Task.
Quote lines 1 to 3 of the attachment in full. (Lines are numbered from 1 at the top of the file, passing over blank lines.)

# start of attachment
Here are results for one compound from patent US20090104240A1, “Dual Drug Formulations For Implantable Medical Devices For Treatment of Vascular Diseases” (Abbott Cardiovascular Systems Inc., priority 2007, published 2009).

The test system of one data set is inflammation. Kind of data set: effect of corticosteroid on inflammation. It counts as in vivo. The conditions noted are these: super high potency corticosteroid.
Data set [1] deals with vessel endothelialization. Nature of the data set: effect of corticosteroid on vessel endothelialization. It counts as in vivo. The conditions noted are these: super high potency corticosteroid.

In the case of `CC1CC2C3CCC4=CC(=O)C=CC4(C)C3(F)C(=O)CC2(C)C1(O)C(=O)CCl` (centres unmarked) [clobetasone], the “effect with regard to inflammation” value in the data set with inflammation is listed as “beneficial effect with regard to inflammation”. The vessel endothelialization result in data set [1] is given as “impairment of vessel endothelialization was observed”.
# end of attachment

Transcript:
Here are results for one compound from patent US20090104240A1, “Dual Drug Formulations For Implantable Medical Devices For Treatment of Vascular Diseases” (Abbott Cardiovascular Systems Inc., priority 2007, published 2009).

The test system of one data set is inflammation. Kind of data set: effect of corticosteroid on inflammation. It counts as in vivo. The conditions noted are these: super high potency corticosteroid.
Data set [1] deals with vessel endothelialization. Nature of the data set: effect of corticosteroid on vessel endothelialization. It counts as in vivo. The conditions noted are these: super high potency corticosteroid.